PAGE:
Hot on the heels of a new Biden administration initiative to cut industrial sector emissions via carbon capture, utilization and sequestration (CCUS) and other methods, the Council on Environmental Quality (CEQ) issued new interim guidance to federal agencies for “responsible deployment” of CCUS technologies. The administration views CCUS as crucial to achieving its goal of net-zero emissions economywide by 2050. CEQ’s guidance is a critical step in accelerating the broad scale deployment of CCUS as an emissions reduction strategy across industrial sectors. The guidance also complements efforts at the state level to streamline permitting and accelerate projects, including in Colorado and Wyoming.
CEQ’s interim guidance builds on the comprehensive report it prepared for Congress in June 2021. The guidance provides instructions to federal agencies to review, approve and deploy CCUS projects via the labyrinth of existing statutes and regulations. Because multiple federal agencies will have a hand in permitting, approving or overseeing CCUS projects, effective coordination is necessary for success.
Environmental Reviews: CEQ recommends federal agencies streamline National Environmental Policy Act and Endangered Species Act reviews by developing programmatic reviews and biological opinions. The Obama administration employed this strategy to assess the high-level impacts of utility-scale solar projects in 2012.
Technology Impacts: Recognizing many CCUS technologies are in early stages of development, CEQ directs agencies to study and quantify the potential direct, indirect and cumulative impacts of CCUS projects. These include air and water quality impacts, such as emissions from retrofitting facilities to capture CO2 and from manufacturing and installing CCUS infrastructure. To increase public confidence and transparency, agencies should share their results with the public and establish procurement standards.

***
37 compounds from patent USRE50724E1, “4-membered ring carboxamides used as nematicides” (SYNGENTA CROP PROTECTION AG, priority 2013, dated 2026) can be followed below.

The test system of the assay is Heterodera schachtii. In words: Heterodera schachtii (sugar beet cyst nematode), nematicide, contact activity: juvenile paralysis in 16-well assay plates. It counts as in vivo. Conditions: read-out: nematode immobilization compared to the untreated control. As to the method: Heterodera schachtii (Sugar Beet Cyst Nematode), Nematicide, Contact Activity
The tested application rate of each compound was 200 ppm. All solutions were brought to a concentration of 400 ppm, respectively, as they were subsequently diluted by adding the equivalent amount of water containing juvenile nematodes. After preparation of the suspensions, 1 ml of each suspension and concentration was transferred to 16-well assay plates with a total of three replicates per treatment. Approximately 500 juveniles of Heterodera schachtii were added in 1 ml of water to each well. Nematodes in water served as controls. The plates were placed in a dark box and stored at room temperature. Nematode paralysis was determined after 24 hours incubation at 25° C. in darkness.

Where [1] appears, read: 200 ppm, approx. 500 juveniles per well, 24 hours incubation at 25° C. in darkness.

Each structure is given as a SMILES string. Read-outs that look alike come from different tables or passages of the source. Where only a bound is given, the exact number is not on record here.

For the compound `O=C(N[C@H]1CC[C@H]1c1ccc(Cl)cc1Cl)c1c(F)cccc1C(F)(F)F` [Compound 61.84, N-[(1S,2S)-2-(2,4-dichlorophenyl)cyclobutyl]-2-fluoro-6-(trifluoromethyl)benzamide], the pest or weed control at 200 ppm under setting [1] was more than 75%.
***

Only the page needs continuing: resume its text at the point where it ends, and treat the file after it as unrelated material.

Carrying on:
Transportation and Storage: Nationwide CO2 pipeline and permanent sequestration networks will be the foundation of successful CCUS deployment. Federal agencies should consider how to streamline pipeline permitting and update their regulations to address CCUS deployment. CEQ also directs agencies to assess and consider climate change impacts in design, construction and maintenance of CO2 pipelines. The Department of Transportation should update its geohazard and emergency planning criteria to account for CCUS. To build public confidence in the technology, secure, safe and transparent disposal of CO2 is needed. CEQ recommends that EPA modify its Greenhouse Gas Reporting Program to increase reporting obligations for CCUS facilities. The Department of Energy, Department of the Interior and National Oceanic and Atmospheric Administration should consider launching a national program to monitor sequestered CO2.
Community and Tribal Participation: Although many environmental and community groups recognize CCUS is necessary, some are skeptical. CEQ seeks to dispel concerns by urging agencies to engage early and often with communities and Tribes regarding proposed CCUS projects. It also prompts agencies to develop and apply environmental justice best practices for CCUS projects. Agencies should identify overburdened and underserved communities and tailor mitigation and avoidance accordingly.
CEQ’s interim guidance underscores the undeniable importance widespread CCUS must play in meeting the United States’ ambitious climate goals. It also highlights the hurdles in doing so, including the need for speed but current lack of scale, complicated federal permitting regimes, need for transparency and verifiability, and important community and environmental justice considerations. CEQ’s guidance is part of a broad federal effort to accelerate CCUS, including congressional initiatives to incentivize CCUS through increased funding, and RDD&D via the 2021 omnibus spending bill and the Infrastructure Investment and Jobs Act, and increases to the Section 45Q tax credit.
Comments on the interim guidance are due by March 18, 2022, and can be submitted at www.regulations.gov (Docket No. CEQ-2022-0001). Our attorneys and policy advisors have substantial CCUS expertise at both the federal and state levels and would be happy to answer any questions your company may have about a CCUS project or assist with drafting comments on the interim guidance.
This document is intended to provide you with general information regarding CEQ guidance on carbon capture, utilization and sequestration. The contents of this document are not intended to provide specific legal advice. If you have any questions about the contents of this document or if you need legal advice as to an issue, please contact the attorneys listed or your regular Brownstein Hyatt Farber Schreck, LLP attorney. This communication may be considered advertising in some jurisdictions. The information in this article is accurate as of the publication date. Because the law in this area is changing rapidly, and insights are not automatically updated, continued accuracy cannot be guaranteed.